He’s fifteen minutes late, but she’s not unduly worried; men are seldom punctual and it’s a fine evening. She watches other couples greeting, and strolling away arm in arm.
The clock strikes eight thirty. He could have phoned, she thinks. But perhaps he’s forgotten to put his phone on charge; he’s always doing that.
At eight forty-five she shifts restlessly on her high heels. Maybe his car broke down, she reasons, and because his phone’s dead he’s stranded somewhere.
At nine fifteen she’s wondering whether he’d said to meet at nine, not eight. She probably wasn’t listening properly, she thinks, so maybe just another fifteen minutes.
By nine thirty it’s getting dark. People are looking curiously at her, and one man keeps walking past, staring boldly.
Too late now for the film, maybe they’ll have a quick drink somewhere then go back to her place.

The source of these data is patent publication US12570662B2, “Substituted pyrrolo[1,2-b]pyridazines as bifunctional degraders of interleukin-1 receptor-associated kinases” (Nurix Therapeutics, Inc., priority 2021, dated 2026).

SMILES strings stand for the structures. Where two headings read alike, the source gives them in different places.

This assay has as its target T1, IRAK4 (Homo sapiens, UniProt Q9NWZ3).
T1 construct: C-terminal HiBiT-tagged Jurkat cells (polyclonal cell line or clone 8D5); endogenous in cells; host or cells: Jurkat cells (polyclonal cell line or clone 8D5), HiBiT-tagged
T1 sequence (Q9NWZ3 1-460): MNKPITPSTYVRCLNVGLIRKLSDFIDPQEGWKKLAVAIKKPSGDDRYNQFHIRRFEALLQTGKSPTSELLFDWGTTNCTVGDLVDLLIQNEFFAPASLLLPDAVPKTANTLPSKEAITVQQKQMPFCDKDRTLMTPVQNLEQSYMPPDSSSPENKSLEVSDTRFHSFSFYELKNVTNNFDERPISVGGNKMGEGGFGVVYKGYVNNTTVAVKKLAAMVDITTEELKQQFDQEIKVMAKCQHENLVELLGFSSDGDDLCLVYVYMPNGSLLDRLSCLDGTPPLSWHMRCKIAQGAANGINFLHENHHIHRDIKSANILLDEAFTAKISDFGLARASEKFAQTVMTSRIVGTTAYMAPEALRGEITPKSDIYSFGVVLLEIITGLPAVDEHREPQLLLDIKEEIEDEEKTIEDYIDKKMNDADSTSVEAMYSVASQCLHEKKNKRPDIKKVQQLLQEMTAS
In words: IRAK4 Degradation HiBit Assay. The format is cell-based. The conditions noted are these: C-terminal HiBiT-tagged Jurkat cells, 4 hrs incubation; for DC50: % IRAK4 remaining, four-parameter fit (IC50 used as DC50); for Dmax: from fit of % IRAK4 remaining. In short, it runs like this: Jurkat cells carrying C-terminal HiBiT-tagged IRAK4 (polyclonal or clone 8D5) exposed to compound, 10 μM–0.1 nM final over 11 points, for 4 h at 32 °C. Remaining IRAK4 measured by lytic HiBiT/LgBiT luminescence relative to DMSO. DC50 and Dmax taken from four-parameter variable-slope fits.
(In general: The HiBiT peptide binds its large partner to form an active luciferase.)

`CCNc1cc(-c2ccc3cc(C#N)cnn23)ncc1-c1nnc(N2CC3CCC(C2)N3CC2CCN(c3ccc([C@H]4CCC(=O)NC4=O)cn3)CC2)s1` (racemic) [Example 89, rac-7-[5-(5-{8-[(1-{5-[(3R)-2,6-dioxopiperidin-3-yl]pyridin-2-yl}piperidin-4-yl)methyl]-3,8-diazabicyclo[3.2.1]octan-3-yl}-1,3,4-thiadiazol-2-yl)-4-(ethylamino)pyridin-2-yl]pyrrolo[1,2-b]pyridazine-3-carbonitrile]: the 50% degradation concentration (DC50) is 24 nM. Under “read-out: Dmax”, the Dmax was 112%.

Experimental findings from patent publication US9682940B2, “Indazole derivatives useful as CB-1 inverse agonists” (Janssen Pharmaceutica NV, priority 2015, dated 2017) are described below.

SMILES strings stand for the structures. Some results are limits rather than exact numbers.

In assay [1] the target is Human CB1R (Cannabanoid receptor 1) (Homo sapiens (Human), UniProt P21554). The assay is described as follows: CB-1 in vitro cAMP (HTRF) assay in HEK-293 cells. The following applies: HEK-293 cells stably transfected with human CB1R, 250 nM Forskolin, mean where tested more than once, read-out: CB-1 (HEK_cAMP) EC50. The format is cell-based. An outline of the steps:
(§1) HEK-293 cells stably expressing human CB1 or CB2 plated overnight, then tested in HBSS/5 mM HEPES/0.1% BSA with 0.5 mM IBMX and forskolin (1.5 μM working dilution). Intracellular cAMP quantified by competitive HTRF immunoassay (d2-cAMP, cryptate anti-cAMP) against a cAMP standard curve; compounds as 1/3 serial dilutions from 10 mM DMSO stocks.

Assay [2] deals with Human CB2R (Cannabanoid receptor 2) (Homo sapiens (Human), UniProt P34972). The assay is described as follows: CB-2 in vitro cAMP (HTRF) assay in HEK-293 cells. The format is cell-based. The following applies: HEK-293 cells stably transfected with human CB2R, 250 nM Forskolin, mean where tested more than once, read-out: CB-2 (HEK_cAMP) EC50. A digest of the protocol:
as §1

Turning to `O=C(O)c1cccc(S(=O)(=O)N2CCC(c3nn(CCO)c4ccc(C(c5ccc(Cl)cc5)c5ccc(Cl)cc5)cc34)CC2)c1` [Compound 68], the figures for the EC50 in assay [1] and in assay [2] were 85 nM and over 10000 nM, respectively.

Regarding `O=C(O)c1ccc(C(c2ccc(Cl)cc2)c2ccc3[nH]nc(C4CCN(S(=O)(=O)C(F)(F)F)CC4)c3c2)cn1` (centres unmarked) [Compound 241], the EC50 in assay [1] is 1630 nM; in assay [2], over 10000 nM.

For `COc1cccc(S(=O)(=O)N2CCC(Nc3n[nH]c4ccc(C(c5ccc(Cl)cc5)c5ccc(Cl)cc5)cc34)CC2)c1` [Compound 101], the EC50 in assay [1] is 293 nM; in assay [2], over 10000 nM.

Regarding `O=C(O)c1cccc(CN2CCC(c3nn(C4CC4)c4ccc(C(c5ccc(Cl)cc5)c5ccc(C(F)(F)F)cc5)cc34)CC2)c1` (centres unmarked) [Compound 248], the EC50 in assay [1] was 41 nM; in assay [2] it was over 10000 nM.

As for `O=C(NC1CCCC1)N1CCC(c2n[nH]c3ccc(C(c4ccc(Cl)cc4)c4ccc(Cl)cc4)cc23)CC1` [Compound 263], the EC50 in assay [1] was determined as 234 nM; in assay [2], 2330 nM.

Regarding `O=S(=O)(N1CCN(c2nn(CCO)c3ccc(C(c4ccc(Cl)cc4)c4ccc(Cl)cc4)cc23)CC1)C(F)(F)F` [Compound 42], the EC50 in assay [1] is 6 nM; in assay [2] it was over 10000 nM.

She won’t be cross when he comes, there’s probably a very good reason for the no-show. If he’d changed his mind he surely would have phoned. But then again his phone’s not working.
The man walks past again and she begins to feel uneasy.
Perhaps, she thinks, he’d said Saturday, not Friday.
Relief floods through her body. That’s it. Just like her to get it wrong. Not listening properly.
She takes the underpass to the bus station. Everything will be fine, tomorrow they’ll laugh about this.
Behind her, muffled by her clicking heels, soft footsteps trace her progress, getting closer.
But she’s not listening properly.